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Publication numberUS4142916 A
Publication typeGrant
Application numberUS 05/902,752
Publication dateMar 6, 1979
Filing dateMay 3, 1978
Priority dateMay 26, 1977
Also published asDE2822540A1, DE2822540B2, DE2822540C3
Publication number05902752, 902752, US 4142916 A, US 4142916A, US-A-4142916, US4142916 A, US4142916A
InventorsKatsuhiro Ogasa, Mamoru Tomita, Teruhiko Mizota
Original AssigneeMorinaga Milk Industry Co., Ltd.
Export CitationBiBTeX, EndNote, RefMan
External Links: USPTO, USPTO Assignment, Espacenet
Method for preparing a non-hygroscopic lactulose-containing powder
US 4142916 A
Abstract
Method for manufacturing a lactulose powder with a low hygroscopicity by mixing ethyl alcohol to a highly hygroscopic lactulose-containing powder followed by allowing the resulting mixture to stand or stirring it for at least 1 hour, separating the lactulose-containing material insoluble in ethyl alcohol from the mixture and removing ethyl alcohol from the material separated.
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Claims(3)
What is claimed is:
1. A method for preparing a non-hygroscopic lactulose-containing powder characterized by comprising the steps:
(1) adding at least 0.8 part by weight of ethyl alcohol to 1 part by weight of highly hygroscopic lactulose-containing powder the lactulose content of which is above 55% by weight while adjusting the amount of ethyl alcohol to be added so that the water content in mixture is below 2% by weight;
(2) allowing the resulting mixture to stand or stirring it at a temperature below the boiling point of ethyl alcohol for at least 1 hour, and cooling, if necessary;
(3) separating an ethyl alcohol insoluble lactulose-containing material precipitated; and
(4) removing ethyl alcohol from said material.
2. The method for preparing a non-hygroscopic lactulose-containing powder as set forth in claim 1 wherein the rate of ethyl alcohol added is 1.5 to 2.0 parts by weight to 1 part by weight of highly hygroscopic lactulose-containing powder.
3. The method for preparing a non-hygroscopic lactulose-containing powder as set forth in claim 1 wherein said mixture is allowed to stand or stirred at a temperature of 30 C. for 24 to 48 hours.
Description
BACKGROUND OF THE INVENTION

1. Field of the Invention

The invention is in the field of manufacturing a lactulose powder. Particularly, the invention relates to a method for manufacturing a highly purified lactulose powder less hygroscopic than that obtained by any methods of prior art.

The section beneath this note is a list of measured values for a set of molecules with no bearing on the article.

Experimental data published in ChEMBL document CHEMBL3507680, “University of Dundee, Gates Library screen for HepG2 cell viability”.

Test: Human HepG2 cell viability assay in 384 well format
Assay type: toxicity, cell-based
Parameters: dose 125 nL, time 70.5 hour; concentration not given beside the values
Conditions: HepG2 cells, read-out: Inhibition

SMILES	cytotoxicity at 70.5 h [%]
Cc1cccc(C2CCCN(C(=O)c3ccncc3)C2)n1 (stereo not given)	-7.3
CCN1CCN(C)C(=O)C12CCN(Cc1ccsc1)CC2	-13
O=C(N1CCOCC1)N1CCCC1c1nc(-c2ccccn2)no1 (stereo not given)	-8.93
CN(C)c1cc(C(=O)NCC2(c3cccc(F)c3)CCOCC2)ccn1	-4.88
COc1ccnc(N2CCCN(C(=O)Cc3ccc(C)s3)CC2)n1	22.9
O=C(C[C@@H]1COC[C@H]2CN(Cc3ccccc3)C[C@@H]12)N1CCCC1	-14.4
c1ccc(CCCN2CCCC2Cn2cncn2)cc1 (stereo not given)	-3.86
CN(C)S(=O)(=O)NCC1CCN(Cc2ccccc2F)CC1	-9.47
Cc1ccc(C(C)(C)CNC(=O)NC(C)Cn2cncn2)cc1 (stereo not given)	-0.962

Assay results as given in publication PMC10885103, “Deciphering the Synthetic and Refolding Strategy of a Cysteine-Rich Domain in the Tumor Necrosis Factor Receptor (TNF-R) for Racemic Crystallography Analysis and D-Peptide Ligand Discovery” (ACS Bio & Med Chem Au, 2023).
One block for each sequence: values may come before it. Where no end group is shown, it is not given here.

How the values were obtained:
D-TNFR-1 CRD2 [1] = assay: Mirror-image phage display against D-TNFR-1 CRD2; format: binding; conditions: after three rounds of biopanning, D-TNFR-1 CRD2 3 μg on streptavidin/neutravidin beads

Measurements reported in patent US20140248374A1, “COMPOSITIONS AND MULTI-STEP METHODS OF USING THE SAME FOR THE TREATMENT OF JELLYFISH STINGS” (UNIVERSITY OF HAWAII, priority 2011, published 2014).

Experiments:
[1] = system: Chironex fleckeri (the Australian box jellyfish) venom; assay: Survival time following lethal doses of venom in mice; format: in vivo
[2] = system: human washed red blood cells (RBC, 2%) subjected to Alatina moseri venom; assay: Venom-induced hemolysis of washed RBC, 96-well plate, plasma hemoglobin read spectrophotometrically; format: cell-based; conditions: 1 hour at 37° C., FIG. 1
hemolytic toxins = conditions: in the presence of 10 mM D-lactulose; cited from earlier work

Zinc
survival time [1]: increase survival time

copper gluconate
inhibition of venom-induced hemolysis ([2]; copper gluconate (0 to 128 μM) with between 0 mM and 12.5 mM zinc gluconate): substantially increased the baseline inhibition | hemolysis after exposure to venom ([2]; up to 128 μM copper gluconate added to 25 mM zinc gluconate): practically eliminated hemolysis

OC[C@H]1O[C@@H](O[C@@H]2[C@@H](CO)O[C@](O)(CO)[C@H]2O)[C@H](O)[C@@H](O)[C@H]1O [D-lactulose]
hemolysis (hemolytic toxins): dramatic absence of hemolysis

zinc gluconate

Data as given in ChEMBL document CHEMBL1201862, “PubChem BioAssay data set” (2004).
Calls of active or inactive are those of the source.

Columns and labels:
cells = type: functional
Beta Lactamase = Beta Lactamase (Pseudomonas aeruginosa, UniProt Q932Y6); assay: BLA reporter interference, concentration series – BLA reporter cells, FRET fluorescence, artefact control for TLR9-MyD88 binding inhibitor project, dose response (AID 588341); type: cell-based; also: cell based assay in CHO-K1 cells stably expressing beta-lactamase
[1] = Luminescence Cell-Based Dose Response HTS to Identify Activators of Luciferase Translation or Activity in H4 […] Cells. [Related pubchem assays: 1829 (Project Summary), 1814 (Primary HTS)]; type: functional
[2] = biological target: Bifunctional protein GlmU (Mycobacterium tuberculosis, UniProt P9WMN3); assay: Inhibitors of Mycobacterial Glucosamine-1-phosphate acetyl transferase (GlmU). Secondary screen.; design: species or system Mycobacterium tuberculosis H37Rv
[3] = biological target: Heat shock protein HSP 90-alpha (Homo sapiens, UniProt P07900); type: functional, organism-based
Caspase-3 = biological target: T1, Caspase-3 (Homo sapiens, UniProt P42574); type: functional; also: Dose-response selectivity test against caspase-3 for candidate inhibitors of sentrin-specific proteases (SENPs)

2. Description of the Prior Art

Trials have been carried out for several decades in the past with an object of separating purified lactulose from a syrup containing lactulose by crystallization. For example, Montgomery et al. (Journal of the American Chemical Society, 52, 2101, 1930), Whistler et al., ("Methods in Carbohydrate Chemistry," edited by Whistler et al., Volume 1, Page 325, Academic Press, New York and London, 1962) and Adachi Nyugikyo Shiryo (Bulletin of Japan Dairy Technical Association), Volume 22, No. 2, Page 3, 1972) gave detailed description. However, these methods have a drawback that they cannot be put into practice use industrially despite of their effectiveness as experimental methods because of their complexity and the use of methyl alcohol which is toxic to human and which cannot be removed absolutely . Further, there are no prior arts of using only ethyl alcohol in the treatment of lactulose syrups or lactulose powders, because pure lactulose crystals cannot be obtained by adding ethyl alcohol to a syrup containing lactulose differing from the case of adding methyl alcohol. Therefore, a drying method using lactulose syrups has been carried out hitherto industrially instead of the crystallization method considering the difficulties in the crystallization of lactulose. As for the methods for manufacturing a lactulose-containing powder from a lactulose syrup with a higher content of lactulose, several methods are known at the present time. They are, for instance, a method of spray-drying of the syrup as it is regardless of the yield, a drying method up of the syrup admixed with a drying aid such as a grain flour (Japanese Patent Publication Gazette No. 861/65), konjak powder (Japanese Patent Publication Gazette No. 44331/74) or a protein (Japanese Patent Publication Gazette No. 44332/74) and a method of freeze-drying of the syrup (Japanese Patent Publication Gazette No. 54556/74).